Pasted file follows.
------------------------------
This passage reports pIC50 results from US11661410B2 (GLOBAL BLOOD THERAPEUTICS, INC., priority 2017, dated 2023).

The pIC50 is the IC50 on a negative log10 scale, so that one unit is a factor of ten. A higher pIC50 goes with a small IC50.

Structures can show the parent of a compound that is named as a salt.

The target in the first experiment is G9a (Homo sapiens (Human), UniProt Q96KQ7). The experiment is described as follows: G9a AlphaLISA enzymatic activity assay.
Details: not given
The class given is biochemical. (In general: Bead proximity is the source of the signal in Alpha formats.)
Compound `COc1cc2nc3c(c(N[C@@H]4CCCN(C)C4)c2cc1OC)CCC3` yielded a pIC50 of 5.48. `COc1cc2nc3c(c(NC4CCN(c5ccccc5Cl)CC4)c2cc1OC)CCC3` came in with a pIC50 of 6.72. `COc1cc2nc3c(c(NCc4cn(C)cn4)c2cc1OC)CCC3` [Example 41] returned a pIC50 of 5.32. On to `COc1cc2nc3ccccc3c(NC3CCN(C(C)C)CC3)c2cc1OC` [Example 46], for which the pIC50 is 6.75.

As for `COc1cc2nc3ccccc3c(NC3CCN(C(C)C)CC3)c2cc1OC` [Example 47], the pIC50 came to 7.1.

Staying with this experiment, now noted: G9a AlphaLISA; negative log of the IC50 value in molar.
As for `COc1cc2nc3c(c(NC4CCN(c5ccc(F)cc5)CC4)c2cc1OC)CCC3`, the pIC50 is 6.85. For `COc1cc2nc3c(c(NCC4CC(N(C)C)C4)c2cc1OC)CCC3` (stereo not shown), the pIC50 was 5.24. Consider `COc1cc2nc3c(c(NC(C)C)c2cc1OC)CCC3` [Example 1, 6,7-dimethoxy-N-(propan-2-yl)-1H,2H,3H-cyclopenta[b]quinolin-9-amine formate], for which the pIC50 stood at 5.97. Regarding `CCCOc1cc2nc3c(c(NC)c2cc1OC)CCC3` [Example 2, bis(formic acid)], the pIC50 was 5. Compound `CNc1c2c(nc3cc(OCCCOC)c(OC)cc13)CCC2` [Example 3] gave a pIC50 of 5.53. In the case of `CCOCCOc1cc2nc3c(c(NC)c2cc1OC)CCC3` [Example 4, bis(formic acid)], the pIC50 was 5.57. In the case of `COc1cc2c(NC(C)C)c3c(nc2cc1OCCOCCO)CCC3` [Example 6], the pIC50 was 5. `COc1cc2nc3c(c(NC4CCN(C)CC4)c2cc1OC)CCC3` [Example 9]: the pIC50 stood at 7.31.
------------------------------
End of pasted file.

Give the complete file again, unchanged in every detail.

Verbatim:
This passage reports pIC50 results from US11661410B2 (GLOBAL BLOOD THERAPEUTICS, INC., priority 2017, dated 2023).

The pIC50 is the IC50 on a negative log10 scale, so that one unit is a factor of ten. A higher pIC50 goes with a small IC50.

Structures can show the parent of a compound that is named as a salt.

The target in the first experiment is G9a (Homo sapiens (Human), UniProt Q96KQ7). The experiment is described as follows: G9a AlphaLISA enzymatic activity assay.
Details: not given
The class given is biochemical. (In general: Bead proximity is the source of the signal in Alpha formats.)
Compound `COc1cc2nc3c(c(N[C@@H]4CCCN(C)C4)c2cc1OC)CCC3` yielded a pIC50 of 5.48. `COc1cc2nc3c(c(NC4CCN(c5ccccc5Cl)CC4)c2cc1OC)CCC3` came in with a pIC50 of 6.72. `COc1cc2nc3c(c(NCc4cn(C)cn4)c2cc1OC)CCC3` [Example 41] returned a pIC50 of 5.32. On to `COc1cc2nc3ccccc3c(NC3CCN(C(C)C)CC3)c2cc1OC` [Example 46], for which the pIC50 is 6.75.

As for `COc1cc2nc3ccccc3c(NC3CCN(C(C)C)CC3)c2cc1OC` [Example 47], the pIC50 came to 7.1.

Staying with this experiment, now noted: G9a AlphaLISA; negative log of the IC50 value in molar.
As for `COc1cc2nc3c(c(NC4CCN(c5ccc(F)cc5)CC4)c2cc1OC)CCC3`, the pIC50 is 6.85. For `COc1cc2nc3c(c(NCC4CC(N(C)C)C4)c2cc1OC)CCC3` (stereo not shown), the pIC50 was 5.24. Consider `COc1cc2nc3c(c(NC(C)C)c2cc1OC)CCC3` [Example 1, 6,7-dimethoxy-N-(propan-2-yl)-1H,2H,3H-cyclopenta[b]quinolin-9-amine formate], for which the pIC50 stood at 5.97. Regarding `CCCOc1cc2nc3c(c(NC)c2cc1OC)CCC3` [Example 2, bis(formic acid)], the pIC50 was 5. Compound `CNc1c2c(nc3cc(OCCCOC)c(OC)cc13)CCC2` [Example 3] gave a pIC50 of 5.53. In the case of `CCOCCOc1cc2nc3c(c(NC)c2cc1OC)CCC3` [Example 4, bis(formic acid)], the pIC50 was 5.57. In the case of `COc1cc2c(NC(C)C)c3c(nc2cc1OCCOCCO)CCC3` [Example 6], the pIC50 was 5. `COc1cc2nc3c(c(NC4CCN(C)CC4)c2cc1OC)CCC3` [Example 9]: the pIC50 stood at 7.31.